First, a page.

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Natural History of the Mammalia of India and Ceylon - by Robert A. Sterndale F.R.G.S., F.Z.S. (1884)
 
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21. INUUS vel MACACUS LEONINUS. The Long-haired Pig-tailed Monkey.

HABITAT.—Arracan.

DESCRIPTION.—A thick-set powerful animal, with a broad, rather flattened head above, and a moderately short, well clad, up-turned tail, about one-third the length of the body and head; the female smaller.—Anderson.

Face fleshy brown; whitish round the eyes and on the forehead; eyebrows brownish, a narrow reddish line running out from the external angle of the eye. The upper surface of the head is densely covered with short dark fur, yellowish brown, broadly tipped with black; the hair radiating from the vertex; on and around the ear the hair is pale grey; above the external orbital angle and on the sides of the face the hair is dense and directed backwards, pale greyish, obscurely annulated with dusky brown, and this is prolonged downwards to the middle of the throat. On the shoulders, back of the neck, and upper part of the thighs, the hairs are very long, fully three inches in the first-mentioned localities; the basal halves greyish; and the remainder ringed with eleven bands of dark brown and orange; the tips being dark. The middle and small of the back is almost black, the shorter hair there being wholly dark; and this colour is prolonged on the tail, which is tufted. The hair on the chest is annulated, but paler than on the shoulders, and it is especially dense on the lower part. The lower halves of the limbs are also well clad with annulated fur, like their outsides, but their upper halves internally and the belly are only sparsely covered with long brownish grey plain hairs, not ringed.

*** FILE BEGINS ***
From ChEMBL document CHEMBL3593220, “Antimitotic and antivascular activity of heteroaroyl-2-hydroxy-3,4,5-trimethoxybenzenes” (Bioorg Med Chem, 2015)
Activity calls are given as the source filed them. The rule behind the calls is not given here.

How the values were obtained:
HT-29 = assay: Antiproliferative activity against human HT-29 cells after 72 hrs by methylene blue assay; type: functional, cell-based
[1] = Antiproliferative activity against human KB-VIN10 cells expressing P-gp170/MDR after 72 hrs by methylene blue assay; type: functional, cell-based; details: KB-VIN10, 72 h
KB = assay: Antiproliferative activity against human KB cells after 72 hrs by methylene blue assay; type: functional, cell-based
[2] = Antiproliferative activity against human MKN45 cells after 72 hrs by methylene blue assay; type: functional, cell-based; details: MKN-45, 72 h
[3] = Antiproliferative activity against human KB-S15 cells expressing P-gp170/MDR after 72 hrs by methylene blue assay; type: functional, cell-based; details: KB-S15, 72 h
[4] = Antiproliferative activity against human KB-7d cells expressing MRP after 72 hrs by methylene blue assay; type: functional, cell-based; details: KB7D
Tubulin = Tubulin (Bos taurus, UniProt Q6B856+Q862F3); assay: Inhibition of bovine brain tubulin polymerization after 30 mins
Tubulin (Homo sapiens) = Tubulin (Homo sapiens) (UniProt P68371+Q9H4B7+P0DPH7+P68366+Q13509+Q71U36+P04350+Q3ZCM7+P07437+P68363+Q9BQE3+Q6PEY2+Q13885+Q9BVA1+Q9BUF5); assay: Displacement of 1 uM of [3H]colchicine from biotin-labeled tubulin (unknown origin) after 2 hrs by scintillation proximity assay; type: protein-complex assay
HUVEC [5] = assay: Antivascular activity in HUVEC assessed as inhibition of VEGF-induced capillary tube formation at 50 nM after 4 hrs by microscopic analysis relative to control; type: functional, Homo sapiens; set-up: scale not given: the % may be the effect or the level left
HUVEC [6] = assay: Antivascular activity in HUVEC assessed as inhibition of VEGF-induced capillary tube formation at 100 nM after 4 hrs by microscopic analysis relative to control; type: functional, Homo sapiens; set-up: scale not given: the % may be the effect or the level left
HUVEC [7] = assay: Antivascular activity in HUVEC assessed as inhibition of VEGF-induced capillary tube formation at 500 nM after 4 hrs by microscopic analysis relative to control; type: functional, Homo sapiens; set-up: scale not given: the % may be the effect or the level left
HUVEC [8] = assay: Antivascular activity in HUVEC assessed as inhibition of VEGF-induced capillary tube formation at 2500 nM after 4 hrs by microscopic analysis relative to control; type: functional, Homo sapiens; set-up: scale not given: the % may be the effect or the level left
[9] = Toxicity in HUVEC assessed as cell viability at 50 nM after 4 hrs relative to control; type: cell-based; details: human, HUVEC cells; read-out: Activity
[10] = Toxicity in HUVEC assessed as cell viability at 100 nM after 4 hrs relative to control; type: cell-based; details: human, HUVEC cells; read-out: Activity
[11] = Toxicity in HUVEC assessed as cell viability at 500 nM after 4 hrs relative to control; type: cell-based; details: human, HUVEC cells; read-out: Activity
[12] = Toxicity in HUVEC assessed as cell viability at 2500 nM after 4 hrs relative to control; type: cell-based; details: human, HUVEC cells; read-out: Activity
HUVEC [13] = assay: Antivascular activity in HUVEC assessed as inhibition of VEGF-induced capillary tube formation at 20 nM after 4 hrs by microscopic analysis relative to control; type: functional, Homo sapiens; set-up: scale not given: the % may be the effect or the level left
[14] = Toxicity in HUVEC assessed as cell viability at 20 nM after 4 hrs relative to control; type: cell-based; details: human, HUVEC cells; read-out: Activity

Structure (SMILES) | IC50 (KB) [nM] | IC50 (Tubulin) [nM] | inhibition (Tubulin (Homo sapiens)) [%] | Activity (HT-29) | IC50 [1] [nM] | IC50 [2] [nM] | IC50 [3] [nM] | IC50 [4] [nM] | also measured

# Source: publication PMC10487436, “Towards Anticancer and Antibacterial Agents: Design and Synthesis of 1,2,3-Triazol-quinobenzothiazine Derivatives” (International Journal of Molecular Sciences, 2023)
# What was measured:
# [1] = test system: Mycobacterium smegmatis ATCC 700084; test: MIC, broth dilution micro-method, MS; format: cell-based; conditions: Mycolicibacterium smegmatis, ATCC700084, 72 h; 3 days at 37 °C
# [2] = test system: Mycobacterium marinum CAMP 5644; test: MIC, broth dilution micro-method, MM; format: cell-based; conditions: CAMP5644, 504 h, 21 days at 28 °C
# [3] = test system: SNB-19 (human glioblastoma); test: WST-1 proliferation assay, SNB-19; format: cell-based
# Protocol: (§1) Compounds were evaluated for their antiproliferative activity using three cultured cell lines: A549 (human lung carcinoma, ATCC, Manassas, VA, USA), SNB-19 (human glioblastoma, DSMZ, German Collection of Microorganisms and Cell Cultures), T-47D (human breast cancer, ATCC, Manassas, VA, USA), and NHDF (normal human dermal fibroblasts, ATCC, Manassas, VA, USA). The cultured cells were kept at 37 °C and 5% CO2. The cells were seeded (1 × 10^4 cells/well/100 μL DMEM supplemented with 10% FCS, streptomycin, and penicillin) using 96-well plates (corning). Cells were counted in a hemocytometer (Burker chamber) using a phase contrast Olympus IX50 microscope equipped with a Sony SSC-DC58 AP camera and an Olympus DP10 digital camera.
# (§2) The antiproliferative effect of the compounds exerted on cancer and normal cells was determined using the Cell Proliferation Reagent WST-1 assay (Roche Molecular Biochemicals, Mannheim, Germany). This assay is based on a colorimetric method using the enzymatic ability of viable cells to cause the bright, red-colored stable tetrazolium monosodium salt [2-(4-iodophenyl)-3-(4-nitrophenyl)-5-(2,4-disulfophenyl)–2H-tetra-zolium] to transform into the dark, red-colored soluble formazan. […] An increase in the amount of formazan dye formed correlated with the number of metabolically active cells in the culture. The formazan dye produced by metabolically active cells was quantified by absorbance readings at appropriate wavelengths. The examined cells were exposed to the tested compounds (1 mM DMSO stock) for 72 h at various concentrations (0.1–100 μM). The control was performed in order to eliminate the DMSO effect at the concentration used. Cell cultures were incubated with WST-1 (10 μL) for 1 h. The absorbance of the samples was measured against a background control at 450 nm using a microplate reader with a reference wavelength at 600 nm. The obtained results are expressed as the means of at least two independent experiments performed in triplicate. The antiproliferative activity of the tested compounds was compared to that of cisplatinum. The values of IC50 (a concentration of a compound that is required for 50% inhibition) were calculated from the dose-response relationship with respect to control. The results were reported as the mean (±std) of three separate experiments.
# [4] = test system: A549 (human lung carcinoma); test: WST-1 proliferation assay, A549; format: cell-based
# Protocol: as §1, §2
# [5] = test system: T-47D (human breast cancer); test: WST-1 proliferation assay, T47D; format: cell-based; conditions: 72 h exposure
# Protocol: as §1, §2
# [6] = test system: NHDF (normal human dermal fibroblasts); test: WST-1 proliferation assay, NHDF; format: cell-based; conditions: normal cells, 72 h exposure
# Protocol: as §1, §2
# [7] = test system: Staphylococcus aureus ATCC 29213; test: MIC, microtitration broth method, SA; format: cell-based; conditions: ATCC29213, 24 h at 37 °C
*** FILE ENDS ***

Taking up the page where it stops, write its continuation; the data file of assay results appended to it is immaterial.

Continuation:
The female differs from the male in the absence of the black on the head and back, and in the hair of the under parts being brownish grey, without annulations. The shoulders somewhat brighter than the rest of the fur, which is yellowish olive; greyish olive on outside of limbs; dusky on upper surface of hands and feet; and black on upper surface of tail.

SIZE.—Length of male, head and body 23 inches; tail, without hair, 8 inches; with hair 10 inches.

The above description is taken from Dr. Anderson's account, 'Anat. and Zool. Res.,' where at page 54 will be found a plate of the skull showing the powerful canine teeth. Blyth mentions a fine male with hair on the shoulders four to five inches long.


22. INUUS vel MACACUS ARCTOIDES. The Brown Stump-tailed Monkey.

HABITAT.—Cachar, Kakhyen Hills, east of Bhamo.

DESCRIPTION.—Upper surface of head and along the back dark brown, almost blackish; sides and limbs dark brown; the hair, which is very long, is ringed with light yellowish and dark brown, darker still at the tips; face red; tail short and stumpy, little over an inch long.

This monkey is one over which many naturalists have argued; it is synonymous with Macacus speciosus, M. maurus, M. melanotus, and was thought to be with M. brunneus till Dr. Anderson placed the latter in a separate species on account of the non-annulation of its hair. It is essentially a denizen of the hills; it has been obtained in Cachar and in Upper Assam. Dr. Anderson got it in the Kakhyen Hills on the frontier of Yunnan, beyond which, he says, it spreads to the southeast to Cochin-China.


23. INUUS vel MACACUS THIBETANUS. The Thibetan Stump-tailed Monkey.

DESCRIPTION.—Head large and whiskered; form robust; tail stumpy and clad; general colour of the animal brown; whiskers greyish; face nude and flesh-coloured, with a deep crimson flush round the eyes.

SIZE.—Two feet 9 inches; tail about 3 inches.

This large monkey, though not belonging to British India, inhabiting, it is said, "the coldest and least accessible forests of Eastern Thibet (Tibet)," is mentioned here, as the exploration of that country by travellers from India is attracting attention.


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